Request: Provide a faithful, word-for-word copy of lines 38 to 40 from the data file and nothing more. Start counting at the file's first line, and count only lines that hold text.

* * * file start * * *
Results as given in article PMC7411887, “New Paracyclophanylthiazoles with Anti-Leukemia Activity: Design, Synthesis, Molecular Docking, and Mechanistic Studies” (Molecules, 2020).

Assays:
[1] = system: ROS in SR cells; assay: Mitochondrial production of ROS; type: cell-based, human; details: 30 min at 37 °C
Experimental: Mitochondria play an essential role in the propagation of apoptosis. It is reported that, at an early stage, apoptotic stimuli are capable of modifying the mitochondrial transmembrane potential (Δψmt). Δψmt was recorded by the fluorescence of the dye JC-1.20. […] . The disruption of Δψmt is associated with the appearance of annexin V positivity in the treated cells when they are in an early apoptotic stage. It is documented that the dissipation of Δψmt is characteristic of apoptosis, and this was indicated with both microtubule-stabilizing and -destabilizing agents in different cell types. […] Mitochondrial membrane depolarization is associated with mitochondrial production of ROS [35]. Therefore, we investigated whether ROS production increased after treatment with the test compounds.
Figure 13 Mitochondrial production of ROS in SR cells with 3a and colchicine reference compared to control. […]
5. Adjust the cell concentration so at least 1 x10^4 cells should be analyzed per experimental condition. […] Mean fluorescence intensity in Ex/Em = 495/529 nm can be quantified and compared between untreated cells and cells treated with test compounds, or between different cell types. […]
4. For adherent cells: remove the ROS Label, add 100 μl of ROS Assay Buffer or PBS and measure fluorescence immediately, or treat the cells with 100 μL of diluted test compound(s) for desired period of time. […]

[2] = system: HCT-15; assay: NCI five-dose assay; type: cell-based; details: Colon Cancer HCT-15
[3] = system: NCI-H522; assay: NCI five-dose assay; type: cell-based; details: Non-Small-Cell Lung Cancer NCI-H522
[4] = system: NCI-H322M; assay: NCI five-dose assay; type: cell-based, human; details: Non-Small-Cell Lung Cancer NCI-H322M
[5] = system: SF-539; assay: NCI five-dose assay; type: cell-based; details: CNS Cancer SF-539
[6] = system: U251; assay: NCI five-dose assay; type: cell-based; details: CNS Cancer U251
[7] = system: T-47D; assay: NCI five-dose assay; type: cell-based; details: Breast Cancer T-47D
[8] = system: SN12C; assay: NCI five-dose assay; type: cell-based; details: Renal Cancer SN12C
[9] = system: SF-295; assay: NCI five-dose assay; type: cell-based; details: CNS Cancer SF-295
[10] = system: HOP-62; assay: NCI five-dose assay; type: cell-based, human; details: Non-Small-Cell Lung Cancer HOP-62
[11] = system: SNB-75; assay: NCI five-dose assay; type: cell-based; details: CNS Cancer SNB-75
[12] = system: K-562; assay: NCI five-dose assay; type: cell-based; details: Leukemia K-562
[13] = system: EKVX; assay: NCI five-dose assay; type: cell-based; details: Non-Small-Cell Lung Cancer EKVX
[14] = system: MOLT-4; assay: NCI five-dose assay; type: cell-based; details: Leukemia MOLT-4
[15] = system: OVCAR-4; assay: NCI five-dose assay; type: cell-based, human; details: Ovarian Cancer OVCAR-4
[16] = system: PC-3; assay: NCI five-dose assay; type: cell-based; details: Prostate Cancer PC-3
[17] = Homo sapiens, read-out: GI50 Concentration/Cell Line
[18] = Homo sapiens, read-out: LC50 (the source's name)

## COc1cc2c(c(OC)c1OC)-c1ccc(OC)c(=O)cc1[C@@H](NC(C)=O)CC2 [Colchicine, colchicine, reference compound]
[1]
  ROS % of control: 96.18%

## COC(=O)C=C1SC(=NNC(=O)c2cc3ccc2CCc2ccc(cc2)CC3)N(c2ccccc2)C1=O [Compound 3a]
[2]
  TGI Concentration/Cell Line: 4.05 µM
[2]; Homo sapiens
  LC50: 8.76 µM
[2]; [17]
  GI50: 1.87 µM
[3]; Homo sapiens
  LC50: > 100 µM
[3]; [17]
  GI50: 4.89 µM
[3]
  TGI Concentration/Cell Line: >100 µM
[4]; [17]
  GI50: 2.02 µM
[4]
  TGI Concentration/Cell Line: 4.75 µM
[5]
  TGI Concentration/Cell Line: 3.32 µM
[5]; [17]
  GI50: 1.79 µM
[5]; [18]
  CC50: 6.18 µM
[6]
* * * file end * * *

  GI50: 4.89 µM
[3]
  TGI Concentration/Cell Line: >100 µM